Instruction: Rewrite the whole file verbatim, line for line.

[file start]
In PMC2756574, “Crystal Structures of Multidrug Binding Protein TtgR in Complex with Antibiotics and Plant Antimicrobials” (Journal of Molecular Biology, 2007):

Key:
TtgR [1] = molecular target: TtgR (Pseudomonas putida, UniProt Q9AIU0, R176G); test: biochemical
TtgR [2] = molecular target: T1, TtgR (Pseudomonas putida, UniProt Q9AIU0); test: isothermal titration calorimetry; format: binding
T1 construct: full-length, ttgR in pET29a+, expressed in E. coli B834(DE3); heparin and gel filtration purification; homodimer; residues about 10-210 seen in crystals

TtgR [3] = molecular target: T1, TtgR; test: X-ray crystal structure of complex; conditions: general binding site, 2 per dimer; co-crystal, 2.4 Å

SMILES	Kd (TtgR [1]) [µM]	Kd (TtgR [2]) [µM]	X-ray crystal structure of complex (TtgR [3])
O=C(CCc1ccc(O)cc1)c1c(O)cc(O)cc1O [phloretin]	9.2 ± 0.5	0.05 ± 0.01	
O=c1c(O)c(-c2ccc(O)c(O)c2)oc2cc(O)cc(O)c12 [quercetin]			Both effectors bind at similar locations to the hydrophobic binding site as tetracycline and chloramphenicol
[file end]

In PMC2756574, “Crystal Structures of Multidrug Binding Protein TtgR in Complex with Antibiotics and Plant Antimicrobials” (Journal of Molecular Biology, 2007):

Key:
TtgR [1] = molecular target: TtgR (Pseudomonas putida, UniProt Q9AIU0, R176G); test: biochemical
TtgR [2] = molecular target: T1, TtgR (Pseudomonas putida, UniProt Q9AIU0); test: isothermal titration calorimetry; format: binding
T1 construct: full-length, ttgR in pET29a+, expressed in E. coli B834(DE3); heparin and gel filtration purification; homodimer; residues about 10-210 seen in crystals

TtgR [3] = molecular target: T1, TtgR; test: X-ray crystal structure of complex; conditions: general binding site, 2 per dimer; co-crystal, 2.4 Å

SMILES	Kd (TtgR [1]) [µM]	Kd (TtgR [2]) [µM]	X-ray crystal structure of complex (TtgR [3])
O=C(CCc1ccc(O)cc1)c1c(O)cc(O)cc1O [phloretin]	9.2 ± 0.5	0.05 ± 0.01	
O=c1c(O)c(-c2ccc(O)c(O)c2)oc2cc(O)cc(O)c12 [quercetin]			Both effectors bind at similar locations to the hydrophobic binding site as tetracycline and chloramphenicol